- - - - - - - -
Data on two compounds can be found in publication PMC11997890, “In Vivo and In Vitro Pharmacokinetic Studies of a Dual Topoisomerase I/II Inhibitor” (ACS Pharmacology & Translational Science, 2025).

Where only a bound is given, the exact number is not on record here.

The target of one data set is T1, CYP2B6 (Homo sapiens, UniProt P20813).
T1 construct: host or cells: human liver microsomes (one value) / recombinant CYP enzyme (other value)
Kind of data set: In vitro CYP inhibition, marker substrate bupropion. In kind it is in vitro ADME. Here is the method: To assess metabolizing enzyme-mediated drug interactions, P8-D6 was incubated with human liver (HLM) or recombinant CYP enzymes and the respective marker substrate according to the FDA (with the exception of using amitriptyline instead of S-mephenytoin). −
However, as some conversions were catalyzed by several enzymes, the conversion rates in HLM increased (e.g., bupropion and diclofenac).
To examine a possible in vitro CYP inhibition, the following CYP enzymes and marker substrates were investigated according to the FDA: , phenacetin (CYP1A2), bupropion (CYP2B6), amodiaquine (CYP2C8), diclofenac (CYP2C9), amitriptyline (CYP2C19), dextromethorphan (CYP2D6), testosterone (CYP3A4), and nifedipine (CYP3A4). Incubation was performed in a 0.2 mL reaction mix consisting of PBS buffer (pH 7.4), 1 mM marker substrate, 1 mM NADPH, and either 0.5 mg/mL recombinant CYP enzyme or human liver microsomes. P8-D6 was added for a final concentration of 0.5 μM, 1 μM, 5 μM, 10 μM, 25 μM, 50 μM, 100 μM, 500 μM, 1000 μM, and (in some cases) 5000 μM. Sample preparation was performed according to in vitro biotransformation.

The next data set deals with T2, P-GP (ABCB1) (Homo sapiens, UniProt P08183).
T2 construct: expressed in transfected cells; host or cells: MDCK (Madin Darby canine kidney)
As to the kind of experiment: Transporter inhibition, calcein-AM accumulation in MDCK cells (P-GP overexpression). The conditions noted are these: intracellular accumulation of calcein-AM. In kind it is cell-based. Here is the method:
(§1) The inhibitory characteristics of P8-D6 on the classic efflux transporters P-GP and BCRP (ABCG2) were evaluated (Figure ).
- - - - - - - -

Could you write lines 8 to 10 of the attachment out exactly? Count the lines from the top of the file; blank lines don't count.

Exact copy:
The next data set deals with T2, P-GP (ABCB1) (Homo sapiens, UniProt P08183).
T2 construct: expressed in transfected cells; host or cells: MDCK (Madin Darby canine kidney)
As to the kind of experiment: Transporter inhibition, calcein-AM accumulation in MDCK cells (P-GP overexpression). The conditions noted are these: intracellular accumulation of calcein-AM. In kind it is cell-based. Here is the method: